Effort in this direction increased the proportion of part-timers in the labour force from 2.8% in 1994 to 3.4% in 1996 (The Singapore Labour Force Survey, 1994; 1996). This proportion would be higher if the Ministry of Labour had defined part-time work as “less than 35 hours” instead of the current “less than 30 hours.” As more firms in Singapore downsize their workforce to cope with increased competition and slower economic growth — in 1996 alone nearly 11,000 workers were retrenched in Singapore (The Straits Times, 3 July 1997) — more part-timers will be needed to alleviate worker shortage. This would lead to a further increase of part-timers in the labour force and hence it is important that human resource practitioners and policy makers alike understand the job attitudes of this work group.

Research Framework

This research, based on a modified model of part-time work suggested by Feldman (1990), examined the job satisfaction, work motivation and intention to turnover, of different types of part-time workers. Depicted by the bold arrows in Figure 1, this study also examined the impact of part-time work arrangements on work context issues. The collective impact of work arrangement, employee demographics, and work context factors on job attitudes and behavior was also examined.

Types of Part-Time Work Arrangements

Feldman (1990) delineated five ways in which part-time work could be differentiated, two of which are examined in this research. Part time work can be permanent or temporary; and, sourced directly from an organization or indirectly through an employment agency. Permanent part-timers work fewer than 35 hours per week on a continuous basis in the same organization, while temporary workers are hired for limited periods of time to deal with fluctuating worldoads or short-term personnel shortages (Howe, 1986; Moberly, 1986; Nollen, 1978). Part-timers can source their work directly from an organization and be paid by the same organization. Or, they could get their lob assignments through an employment agency, in which case they will be paid by the agency (Howe, 1986; Moberly, 1986).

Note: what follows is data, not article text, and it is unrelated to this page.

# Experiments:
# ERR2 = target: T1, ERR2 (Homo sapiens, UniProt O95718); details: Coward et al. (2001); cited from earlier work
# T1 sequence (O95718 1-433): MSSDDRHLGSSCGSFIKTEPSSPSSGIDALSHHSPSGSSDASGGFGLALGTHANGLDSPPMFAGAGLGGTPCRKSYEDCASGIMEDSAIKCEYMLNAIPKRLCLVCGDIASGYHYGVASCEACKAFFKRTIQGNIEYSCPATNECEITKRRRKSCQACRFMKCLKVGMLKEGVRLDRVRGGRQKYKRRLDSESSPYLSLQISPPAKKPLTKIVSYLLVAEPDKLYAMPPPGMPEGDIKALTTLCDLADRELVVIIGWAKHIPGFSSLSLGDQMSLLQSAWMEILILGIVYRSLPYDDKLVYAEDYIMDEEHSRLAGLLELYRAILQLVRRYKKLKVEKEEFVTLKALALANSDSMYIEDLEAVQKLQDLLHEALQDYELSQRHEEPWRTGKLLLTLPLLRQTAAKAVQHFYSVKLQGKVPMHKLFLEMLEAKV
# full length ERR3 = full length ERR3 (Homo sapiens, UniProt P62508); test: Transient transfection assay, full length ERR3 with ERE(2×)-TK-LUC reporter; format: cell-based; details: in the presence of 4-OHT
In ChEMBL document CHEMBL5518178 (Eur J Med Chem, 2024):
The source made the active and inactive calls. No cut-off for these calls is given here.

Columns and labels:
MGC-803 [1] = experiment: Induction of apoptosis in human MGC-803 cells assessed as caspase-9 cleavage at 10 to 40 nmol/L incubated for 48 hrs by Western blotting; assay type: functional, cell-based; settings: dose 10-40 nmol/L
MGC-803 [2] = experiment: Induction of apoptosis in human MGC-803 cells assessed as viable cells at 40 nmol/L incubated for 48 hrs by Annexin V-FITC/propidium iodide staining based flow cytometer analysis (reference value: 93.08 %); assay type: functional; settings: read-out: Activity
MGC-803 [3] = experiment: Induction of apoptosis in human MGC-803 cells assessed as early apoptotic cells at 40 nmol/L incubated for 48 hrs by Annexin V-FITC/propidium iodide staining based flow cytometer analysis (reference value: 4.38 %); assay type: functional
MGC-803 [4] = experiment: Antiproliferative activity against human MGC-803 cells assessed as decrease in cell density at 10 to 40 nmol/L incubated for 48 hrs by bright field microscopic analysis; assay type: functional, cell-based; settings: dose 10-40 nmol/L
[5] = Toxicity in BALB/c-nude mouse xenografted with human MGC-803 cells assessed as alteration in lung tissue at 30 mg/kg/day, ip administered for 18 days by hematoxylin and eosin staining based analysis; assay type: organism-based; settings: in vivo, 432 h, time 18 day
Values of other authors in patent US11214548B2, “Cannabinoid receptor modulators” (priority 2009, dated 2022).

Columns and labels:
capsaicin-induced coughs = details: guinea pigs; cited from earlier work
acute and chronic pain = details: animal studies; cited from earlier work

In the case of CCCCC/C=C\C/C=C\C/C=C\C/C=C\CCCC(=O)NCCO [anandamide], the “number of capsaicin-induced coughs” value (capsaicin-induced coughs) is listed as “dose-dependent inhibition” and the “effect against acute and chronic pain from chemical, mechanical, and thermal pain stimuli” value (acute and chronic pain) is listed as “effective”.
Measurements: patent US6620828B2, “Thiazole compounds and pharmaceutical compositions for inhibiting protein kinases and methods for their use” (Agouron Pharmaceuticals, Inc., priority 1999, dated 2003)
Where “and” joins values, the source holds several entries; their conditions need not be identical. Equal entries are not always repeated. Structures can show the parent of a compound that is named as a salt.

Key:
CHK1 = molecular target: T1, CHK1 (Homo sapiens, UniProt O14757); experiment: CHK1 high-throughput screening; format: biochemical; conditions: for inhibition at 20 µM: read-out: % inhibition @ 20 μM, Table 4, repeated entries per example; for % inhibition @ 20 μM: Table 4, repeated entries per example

Figure 1
Proposed Framework for Research
Proposed Framework for Research

Job attitudes and behaviors among part-timers differ across different part-time work arrangements (Feldman, 1990; Feldman & Doerpinghaus, 1992a, b). Generally, temporary part-timers display the poorest job attitudes and lowest commitment to their organizations (Hom, 1979; Logan, O’Reilly & Roberts, 1973). On the other hand, because of the sustained contributions they make to their employers, permanent part-timers are viewed as more valuable. They tend to get higher wages, more fringe benefits and greater job challenge and hence display better job attitudes (Feldman & Doerpinghaus, 1992a, b). Therefore, we predicted that permanent part-timers experience higher levels of job satisfaction, work motivation, and lower level of intention to turnover compared to temporary part-timers.

Feldman (1990) suggested that it is unlikely for employment agencies to invest in training for part-timers who are on their payroll, while organizations are likely to do so. The short term nature of their job assignments makes it uneconomical for agencies to invest in training part-timers. On the other hand, organization-hired part-timers generally stay with the same employee for a longer period. It therefore makes sense for them to invest in training to improve the part-timers’ skills and help them integrate into the work group. Feldman’s suggestion regarding the contrasting attitudes of agencies and organizations toward training of part-timers certainly holds true in the Singapore context (The Business Times, 10 Apr. 1995). As part-timers are likely to view training as beneficial to their career development, we hypothesized that organization-hired part-timers experience higher levels of job satisfaction, work motivation and lower level of intention to turnover compared to agency-hired part-timers.